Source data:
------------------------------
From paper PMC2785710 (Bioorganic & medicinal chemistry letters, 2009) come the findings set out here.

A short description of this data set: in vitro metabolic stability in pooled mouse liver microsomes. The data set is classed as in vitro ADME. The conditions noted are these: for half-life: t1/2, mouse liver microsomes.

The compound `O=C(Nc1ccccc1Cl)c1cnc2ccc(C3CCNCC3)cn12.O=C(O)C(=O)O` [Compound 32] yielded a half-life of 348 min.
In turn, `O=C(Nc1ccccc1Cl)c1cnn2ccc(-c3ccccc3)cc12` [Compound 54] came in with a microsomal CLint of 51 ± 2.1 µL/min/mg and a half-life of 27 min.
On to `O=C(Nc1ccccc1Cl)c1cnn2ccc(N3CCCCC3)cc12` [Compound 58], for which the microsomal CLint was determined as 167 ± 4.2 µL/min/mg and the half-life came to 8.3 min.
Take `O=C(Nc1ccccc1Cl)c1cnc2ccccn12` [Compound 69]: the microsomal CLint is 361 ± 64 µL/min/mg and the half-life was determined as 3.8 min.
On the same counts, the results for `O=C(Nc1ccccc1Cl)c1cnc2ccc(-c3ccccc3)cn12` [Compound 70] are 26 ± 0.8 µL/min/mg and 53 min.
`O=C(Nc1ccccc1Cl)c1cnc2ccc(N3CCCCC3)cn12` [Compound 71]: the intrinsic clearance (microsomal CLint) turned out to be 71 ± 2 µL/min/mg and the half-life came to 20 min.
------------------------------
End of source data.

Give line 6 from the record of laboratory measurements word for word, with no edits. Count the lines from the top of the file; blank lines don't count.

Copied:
Take `O=C(Nc1ccccc1Cl)c1cnc2ccccn12` [Compound 69]: the microsomal CLint is 361 ± 64 µL/min/mg and the half-life was determined as 3.8 min.